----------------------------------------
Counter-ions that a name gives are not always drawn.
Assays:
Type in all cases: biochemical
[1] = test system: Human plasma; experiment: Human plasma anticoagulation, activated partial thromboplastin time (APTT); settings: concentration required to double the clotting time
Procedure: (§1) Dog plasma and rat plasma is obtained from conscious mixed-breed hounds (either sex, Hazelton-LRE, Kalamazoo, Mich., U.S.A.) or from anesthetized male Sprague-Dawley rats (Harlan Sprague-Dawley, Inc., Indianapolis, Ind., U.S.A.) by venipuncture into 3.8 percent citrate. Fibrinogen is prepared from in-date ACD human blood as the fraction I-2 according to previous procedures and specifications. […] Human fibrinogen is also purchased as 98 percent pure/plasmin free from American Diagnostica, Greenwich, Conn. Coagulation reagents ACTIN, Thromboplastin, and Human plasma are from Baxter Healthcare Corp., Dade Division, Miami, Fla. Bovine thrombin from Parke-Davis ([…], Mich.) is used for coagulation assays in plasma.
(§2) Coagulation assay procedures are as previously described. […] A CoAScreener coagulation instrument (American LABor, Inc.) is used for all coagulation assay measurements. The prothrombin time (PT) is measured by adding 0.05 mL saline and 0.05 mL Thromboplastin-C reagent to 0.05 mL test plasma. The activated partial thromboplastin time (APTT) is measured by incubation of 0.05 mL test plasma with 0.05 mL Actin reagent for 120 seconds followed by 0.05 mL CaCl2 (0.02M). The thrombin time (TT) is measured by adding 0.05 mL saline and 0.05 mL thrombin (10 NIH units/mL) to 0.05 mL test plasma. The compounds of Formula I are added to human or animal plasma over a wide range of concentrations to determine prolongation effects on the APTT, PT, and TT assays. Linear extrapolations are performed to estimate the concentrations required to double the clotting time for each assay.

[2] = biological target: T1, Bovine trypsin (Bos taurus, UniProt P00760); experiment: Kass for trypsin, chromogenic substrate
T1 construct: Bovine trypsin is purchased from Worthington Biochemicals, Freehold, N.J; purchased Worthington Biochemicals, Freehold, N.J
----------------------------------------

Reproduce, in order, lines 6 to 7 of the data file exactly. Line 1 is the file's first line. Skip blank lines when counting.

(§2) Coagulation assay procedures are as previously described. […] A CoAScreener coagulation instrument (American LABor, Inc.) is used for all coagulation assay measurements. The prothrombin time (PT) is measured by adding 0.05 mL saline and 0.05 mL Thromboplastin-C reagent to 0.05 mL test plasma. The activated partial thromboplastin time (APTT) is measured by incubation of 0.05 mL test plasma with 0.05 mL Actin reagent for 120 seconds followed by 0.05 mL CaCl2 (0.02M). The thrombin time (TT) is measured by adding 0.05 mL saline and 0.05 mL thrombin (10 NIH units/mL) to 0.05 mL test plasma. The compounds of Formula I are added to human or animal plasma over a wide range of concentrations to determine prolongation effects on the APTT, PT, and TT assays. Linear extrapolations are performed to estimate the concentrations required to double the clotting time for each assay.

[2] = biological target: T1, Bovine trypsin (Bos taurus, UniProt P00760); experiment: Kass for trypsin, chromogenic substrate